That may not capture what is in the minds and hearts of those who contracept—because the moral nature of the act is seldom grasped even in theory—but it is a shrewd insight nonetheless. It is certainly fair to observe that contraception “liberates” women precisely by emasculating men (in the same way as sterilization emasculates them, though not as permanently). Contraception makes masculinity fruitless in two ways: First, by eliminating the fundamental potency of the male to generate life; second, by undermining that special masculine protective responsibility which ought always to characterize men, both in their most intimate conjugal relationships and in their larger set of relationships throughout the family and society.
Back to Humanae Vitae
This brings us back to Pope Blessed Paul VI’s landmark encyclical Humane Vitae (On Human Life) in which, while declaring contraception within marriage to be intrinsically evil, he also urged everyone to recognize the probable increase of other moral scourges as a result of its widespread acceptance and practice:
Let them first consider how easily this course of action could open wide the way for marital infidelity and a general lowering of moral standards. Not much experience is needed to be fully aware of human weakness and to understand that human beings—and especially the young, who are so exposed to temptation—need incentives to keep the moral law, and it is an evil thing to make it easy for them to break that law. Another effect that gives cause for alarm is that a man who grows accustomed to the use of contraceptive methods may forget the reverence due to a woman, and, disregarding her physical and emotional equilibrium, reduce her to being a mere instrument for the satisfaction of his own desires, no longer considering her as his partner whom he should surround with care and affection.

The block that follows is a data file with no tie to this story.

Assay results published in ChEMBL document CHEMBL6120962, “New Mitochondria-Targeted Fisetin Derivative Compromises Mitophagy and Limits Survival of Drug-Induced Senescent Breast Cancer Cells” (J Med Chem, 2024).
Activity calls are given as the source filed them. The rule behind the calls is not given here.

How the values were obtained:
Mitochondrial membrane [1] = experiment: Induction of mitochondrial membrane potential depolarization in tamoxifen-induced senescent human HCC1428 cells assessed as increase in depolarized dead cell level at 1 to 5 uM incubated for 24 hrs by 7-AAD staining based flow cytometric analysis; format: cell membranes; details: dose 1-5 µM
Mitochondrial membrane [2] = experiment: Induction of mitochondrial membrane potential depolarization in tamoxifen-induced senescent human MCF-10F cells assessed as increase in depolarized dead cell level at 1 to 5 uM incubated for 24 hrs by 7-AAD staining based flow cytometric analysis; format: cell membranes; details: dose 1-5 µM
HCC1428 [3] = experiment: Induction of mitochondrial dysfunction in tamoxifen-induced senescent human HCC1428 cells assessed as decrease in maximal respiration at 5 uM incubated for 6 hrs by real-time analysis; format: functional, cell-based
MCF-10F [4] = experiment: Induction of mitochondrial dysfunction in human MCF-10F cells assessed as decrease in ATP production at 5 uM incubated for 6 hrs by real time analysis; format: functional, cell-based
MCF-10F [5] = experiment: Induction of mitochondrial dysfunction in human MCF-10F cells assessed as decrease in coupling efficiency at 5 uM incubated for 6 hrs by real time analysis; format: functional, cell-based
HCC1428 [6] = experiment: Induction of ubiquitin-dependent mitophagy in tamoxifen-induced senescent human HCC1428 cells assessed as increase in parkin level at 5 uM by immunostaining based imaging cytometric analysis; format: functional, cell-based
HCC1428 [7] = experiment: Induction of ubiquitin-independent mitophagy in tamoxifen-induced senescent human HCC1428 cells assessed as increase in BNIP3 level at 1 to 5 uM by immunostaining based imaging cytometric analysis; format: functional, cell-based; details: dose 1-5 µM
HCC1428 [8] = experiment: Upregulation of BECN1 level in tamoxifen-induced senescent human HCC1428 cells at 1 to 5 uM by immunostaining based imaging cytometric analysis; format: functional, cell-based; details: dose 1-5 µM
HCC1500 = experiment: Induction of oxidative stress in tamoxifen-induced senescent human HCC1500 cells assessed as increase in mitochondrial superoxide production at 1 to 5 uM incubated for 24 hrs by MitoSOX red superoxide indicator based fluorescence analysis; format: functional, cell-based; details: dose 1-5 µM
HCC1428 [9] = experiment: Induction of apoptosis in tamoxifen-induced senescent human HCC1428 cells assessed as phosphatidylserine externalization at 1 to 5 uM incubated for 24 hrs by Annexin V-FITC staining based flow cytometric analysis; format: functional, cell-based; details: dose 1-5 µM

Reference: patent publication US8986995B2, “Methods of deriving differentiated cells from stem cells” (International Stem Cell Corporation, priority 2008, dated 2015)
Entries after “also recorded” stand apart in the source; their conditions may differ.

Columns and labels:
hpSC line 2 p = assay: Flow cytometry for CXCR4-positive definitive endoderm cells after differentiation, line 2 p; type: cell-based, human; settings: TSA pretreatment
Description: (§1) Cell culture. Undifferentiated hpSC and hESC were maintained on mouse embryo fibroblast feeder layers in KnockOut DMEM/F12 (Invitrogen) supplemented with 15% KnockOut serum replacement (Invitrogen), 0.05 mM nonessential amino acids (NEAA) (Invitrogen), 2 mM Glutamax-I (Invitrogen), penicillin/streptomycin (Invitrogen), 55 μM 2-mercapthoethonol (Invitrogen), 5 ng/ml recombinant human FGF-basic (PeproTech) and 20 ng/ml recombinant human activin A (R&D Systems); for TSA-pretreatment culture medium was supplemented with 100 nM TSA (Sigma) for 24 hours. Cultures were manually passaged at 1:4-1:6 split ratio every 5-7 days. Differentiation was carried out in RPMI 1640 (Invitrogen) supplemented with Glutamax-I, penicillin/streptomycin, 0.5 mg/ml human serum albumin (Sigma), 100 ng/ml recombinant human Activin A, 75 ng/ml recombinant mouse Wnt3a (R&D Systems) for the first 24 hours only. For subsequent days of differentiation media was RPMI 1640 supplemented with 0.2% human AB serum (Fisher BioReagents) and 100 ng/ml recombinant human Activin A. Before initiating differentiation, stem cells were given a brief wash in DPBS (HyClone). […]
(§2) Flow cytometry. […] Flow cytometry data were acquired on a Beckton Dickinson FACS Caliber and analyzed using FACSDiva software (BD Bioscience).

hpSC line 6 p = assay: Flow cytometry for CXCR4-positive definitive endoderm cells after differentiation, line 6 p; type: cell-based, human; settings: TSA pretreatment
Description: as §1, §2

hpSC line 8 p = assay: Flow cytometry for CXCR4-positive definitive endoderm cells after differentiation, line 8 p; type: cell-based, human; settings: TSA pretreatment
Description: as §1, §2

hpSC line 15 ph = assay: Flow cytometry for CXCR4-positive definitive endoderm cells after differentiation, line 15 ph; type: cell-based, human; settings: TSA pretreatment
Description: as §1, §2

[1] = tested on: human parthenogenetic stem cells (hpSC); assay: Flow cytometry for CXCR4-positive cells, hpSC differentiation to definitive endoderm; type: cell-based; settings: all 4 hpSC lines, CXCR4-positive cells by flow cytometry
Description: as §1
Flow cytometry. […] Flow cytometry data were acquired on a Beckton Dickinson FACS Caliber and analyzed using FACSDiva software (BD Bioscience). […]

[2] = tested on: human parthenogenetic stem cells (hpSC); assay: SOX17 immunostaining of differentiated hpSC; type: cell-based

Last year, a commission emerged in Rome to give fresh consideration to Humanae Vitae. Some have wondered whether the Pope is hoping for a fresh application of the vague discernment principle he had already introduced for marriage cases in Amoris Laetitia. But this year marks the 50th anniversary of the encyclical, and there has been a remarkable outpouring of comments and studies from bishops and scholars around the world indicating that it should be understood in the deepest possible way as a truly prophetic Magisterial act. Clearly, the world episcopate’s support of Humanae Vitae is far stronger today than it was in the 1960s.
This brings me to another new book from Ignatius Press (384pp), edited by moral philosopher Janet Smith, entitled Why Humanae Vitae Is Still Right. It includes the work of fifteen scholars covering the consequences of contraception, the Scriptural roots of the encyclical and its relationship to the Theology of the Body, the Krakow Report issued by the future Saint John Paul II, philosophical defenses of the encyclical, the sensus fidelium and conscience, and new initiatives stimulated by the encyclical. Once again, many readers will be already fully on board, but if you are new to the Catholic position or need to have critical information and ideas at your fingertips, then this book also is must-reading.
All of these writers are treating different aspects of the fundamental problem at the heart of this essay. Again, what I mean is the personally and socially devastating abolition of both women and men, along with the fruitful relationships that ought to bind them together so that, as their crowning personal glory, they can more fully image God.